the function of poetry

and the enormity of my desire

C.D. Wright wrote, “It is a function of poetry to locate those zones inside of us that would be free and declare them so.”

What I especially love about this quote is that Wright didn’t say “it is the writer’s or poet’s responsibility, but the [ongoing] task of poetry itself. Every time I pick up a book or put on a record, I am activating that GPS signal inside me.  When a line, song, or poem pinpoints something in me that is bound, it becomes my job (through art, writing, or therapy) to free whatever that trapped part of me is.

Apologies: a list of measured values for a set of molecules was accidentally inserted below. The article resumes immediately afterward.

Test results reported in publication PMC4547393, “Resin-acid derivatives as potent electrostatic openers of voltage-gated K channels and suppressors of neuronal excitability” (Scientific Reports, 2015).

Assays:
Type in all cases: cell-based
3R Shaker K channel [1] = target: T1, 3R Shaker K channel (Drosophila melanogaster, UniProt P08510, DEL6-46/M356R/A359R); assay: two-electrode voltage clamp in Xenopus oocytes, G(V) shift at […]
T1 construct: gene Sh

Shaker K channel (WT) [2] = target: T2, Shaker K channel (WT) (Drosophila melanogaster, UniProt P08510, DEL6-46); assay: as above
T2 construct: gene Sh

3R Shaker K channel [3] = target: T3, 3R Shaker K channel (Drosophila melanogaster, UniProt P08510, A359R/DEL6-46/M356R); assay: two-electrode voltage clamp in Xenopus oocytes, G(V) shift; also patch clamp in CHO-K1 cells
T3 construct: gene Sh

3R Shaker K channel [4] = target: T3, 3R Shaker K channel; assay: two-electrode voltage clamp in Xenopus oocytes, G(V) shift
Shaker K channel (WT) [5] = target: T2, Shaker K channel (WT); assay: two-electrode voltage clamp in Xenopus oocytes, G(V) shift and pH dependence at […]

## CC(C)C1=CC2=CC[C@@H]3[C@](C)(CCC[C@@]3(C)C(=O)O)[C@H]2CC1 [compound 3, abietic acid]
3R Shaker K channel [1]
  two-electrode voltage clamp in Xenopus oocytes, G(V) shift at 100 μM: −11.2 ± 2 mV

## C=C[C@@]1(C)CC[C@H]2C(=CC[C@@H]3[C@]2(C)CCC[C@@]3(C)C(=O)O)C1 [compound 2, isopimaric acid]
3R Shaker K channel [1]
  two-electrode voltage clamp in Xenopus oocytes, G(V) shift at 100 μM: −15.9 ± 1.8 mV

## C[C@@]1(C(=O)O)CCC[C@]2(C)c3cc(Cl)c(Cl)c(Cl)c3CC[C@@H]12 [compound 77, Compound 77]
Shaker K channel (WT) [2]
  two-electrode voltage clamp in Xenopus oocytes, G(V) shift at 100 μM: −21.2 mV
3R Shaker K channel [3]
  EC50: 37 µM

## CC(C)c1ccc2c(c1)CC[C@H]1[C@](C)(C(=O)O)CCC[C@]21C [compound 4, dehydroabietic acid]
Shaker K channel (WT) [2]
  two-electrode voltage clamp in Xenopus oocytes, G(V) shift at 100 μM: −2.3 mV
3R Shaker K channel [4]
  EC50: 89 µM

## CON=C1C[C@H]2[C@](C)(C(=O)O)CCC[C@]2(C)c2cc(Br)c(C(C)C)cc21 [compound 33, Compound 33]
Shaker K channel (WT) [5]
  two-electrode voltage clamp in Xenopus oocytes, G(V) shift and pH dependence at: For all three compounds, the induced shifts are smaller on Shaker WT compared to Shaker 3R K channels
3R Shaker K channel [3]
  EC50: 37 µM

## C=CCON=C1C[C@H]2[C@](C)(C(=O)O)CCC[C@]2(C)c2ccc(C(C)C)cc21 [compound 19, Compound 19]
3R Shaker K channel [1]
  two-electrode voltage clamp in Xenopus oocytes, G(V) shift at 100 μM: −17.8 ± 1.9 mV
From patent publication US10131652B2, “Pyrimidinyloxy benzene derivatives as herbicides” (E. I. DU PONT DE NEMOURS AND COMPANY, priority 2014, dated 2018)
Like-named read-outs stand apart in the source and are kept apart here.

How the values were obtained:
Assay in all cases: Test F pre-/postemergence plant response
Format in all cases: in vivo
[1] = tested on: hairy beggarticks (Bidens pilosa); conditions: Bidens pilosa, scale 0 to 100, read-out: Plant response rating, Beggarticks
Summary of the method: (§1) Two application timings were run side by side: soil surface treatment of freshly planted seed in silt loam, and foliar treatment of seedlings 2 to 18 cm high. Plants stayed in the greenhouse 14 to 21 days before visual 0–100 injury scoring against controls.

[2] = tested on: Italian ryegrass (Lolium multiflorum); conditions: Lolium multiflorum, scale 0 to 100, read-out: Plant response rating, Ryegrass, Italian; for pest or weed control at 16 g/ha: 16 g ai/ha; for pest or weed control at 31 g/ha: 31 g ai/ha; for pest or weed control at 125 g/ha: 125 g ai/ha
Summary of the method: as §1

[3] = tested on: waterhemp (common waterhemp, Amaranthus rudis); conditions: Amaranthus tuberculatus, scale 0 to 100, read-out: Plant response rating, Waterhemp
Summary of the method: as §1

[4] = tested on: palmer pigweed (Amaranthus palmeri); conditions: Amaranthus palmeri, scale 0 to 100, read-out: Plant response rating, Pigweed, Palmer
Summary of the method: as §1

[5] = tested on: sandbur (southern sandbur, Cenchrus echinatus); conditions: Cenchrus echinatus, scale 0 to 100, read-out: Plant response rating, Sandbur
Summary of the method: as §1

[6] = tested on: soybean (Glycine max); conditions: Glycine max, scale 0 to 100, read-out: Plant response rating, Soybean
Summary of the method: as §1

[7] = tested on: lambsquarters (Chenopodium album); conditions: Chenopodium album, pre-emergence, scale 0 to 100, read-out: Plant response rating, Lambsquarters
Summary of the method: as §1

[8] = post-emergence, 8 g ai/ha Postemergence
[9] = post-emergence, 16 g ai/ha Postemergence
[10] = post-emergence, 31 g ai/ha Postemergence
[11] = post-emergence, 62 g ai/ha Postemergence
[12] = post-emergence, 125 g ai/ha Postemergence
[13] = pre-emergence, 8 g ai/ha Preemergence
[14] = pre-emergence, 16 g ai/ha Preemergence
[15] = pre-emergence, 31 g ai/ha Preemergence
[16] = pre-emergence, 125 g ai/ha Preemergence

Cognitive Behavioral Therapy has and continues to transform my life; I owe my life to a myriad of recovery processes (addiction, abuse, depression, C-PTSD). Each method has endowed me with the tremendous excitement of living because they also equipped me with the skills and strength to bear it. They’ve also taught me that we can never see/move past what we can’t accept and that real acceptance isn’t a direct result of effort and willingness; it’s inherently tied to grace. 

We can’t accept something until we’ve grieved it. One of the layers of complex-grief is entirely made of unwanting: unwanting the experience, the unreality, even unwanting your own body.

When I think about the hot gore of my desire - and how much of it is asking not to be seen or touched, I realize I do not want -
and what, dear god,
is on the other side of that? I want that too.
My want is so wide I cannot cross it [….]